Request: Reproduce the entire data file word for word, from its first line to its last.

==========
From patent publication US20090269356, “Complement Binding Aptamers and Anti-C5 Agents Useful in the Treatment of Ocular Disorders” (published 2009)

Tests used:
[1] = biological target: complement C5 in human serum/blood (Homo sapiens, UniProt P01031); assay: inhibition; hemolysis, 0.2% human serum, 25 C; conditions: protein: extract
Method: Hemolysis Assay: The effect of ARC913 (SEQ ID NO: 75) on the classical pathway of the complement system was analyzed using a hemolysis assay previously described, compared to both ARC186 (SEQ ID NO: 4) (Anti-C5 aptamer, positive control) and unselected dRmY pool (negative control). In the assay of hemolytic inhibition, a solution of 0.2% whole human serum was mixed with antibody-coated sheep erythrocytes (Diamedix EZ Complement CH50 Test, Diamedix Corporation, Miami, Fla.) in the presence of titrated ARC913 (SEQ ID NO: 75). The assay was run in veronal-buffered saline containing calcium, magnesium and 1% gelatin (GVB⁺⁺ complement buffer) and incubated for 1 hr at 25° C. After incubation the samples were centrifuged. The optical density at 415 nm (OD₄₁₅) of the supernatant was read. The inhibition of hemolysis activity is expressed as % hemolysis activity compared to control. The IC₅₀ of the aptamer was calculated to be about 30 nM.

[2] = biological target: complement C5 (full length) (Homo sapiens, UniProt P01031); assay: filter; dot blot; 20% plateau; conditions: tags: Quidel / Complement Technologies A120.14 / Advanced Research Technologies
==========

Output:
From patent publication US20090269356, “Complement Binding Aptamers and Anti-C5 Agents Useful in the Treatment of Ocular Disorders” (published 2009)

Tests used:
[1] = biological target: complement C5 in human serum/blood (Homo sapiens, UniProt P01031); assay: inhibition; hemolysis, 0.2% human serum, 25 C; conditions: protein: extract
Method: Hemolysis Assay: The effect of ARC913 (SEQ ID NO: 75) on the classical pathway of the complement system was analyzed using a hemolysis assay previously described, compared to both ARC186 (SEQ ID NO: 4) (Anti-C5 aptamer, positive control) and unselected dRmY pool (negative control). In the assay of hemolytic inhibition, a solution of 0.2% whole human serum was mixed with antibody-coated sheep erythrocytes (Diamedix EZ Complement CH50 Test, Diamedix Corporation, Miami, Fla.) in the presence of titrated ARC913 (SEQ ID NO: 75). The assay was run in veronal-buffered saline containing calcium, magnesium and 1% gelatin (GVB⁺⁺ complement buffer) and incubated for 1 hr at 25° C. After incubation the samples were centrifuged. The optical density at 415 nm (OD₄₁₅) of the supernatant was read. The inhibition of hemolysis activity is expressed as % hemolysis activity compared to control. The IC₅₀ of the aptamer was calculated to be about 30 nM.

[2] = biological target: complement C5 (full length) (Homo sapiens, UniProt P01031); assay: filter; dot blot; 20% plateau; conditions: tags: Quidel / Complement Technologies A120.14 / Advanced Research Technologies